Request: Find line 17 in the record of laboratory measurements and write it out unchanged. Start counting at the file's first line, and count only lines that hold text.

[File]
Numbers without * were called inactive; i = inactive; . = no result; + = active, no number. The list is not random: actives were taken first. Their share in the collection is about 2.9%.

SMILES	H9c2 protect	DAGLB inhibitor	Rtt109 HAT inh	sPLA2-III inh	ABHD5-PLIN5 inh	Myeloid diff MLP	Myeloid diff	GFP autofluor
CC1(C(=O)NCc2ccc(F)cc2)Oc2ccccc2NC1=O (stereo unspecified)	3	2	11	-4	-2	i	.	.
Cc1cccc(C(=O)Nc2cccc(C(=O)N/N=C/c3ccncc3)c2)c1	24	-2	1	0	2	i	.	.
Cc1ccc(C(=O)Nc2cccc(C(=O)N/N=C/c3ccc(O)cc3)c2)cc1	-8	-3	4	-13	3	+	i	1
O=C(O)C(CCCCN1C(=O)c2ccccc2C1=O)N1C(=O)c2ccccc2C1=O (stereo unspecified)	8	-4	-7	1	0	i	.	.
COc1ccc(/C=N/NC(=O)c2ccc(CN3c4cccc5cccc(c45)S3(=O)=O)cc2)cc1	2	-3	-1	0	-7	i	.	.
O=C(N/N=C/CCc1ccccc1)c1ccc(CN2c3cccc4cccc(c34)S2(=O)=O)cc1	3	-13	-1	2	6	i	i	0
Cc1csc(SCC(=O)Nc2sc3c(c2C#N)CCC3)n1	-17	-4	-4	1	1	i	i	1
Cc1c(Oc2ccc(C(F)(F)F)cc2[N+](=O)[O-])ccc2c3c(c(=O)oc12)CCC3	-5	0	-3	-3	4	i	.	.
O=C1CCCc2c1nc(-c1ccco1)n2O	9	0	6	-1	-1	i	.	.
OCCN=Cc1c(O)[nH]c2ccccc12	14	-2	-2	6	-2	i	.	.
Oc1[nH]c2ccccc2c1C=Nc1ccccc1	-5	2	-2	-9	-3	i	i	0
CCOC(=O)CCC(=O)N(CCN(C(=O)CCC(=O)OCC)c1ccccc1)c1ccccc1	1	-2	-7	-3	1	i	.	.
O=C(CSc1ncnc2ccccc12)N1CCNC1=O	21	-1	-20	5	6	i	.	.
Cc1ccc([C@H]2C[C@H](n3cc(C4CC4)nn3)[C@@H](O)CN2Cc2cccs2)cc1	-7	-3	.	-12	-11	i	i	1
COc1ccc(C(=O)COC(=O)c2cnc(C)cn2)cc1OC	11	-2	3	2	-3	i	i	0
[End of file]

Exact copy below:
COc1ccc(C(=O)COC(=O)c2cnc(C)cn2)cc1OC	11	-2	3	2	-3	i	i	0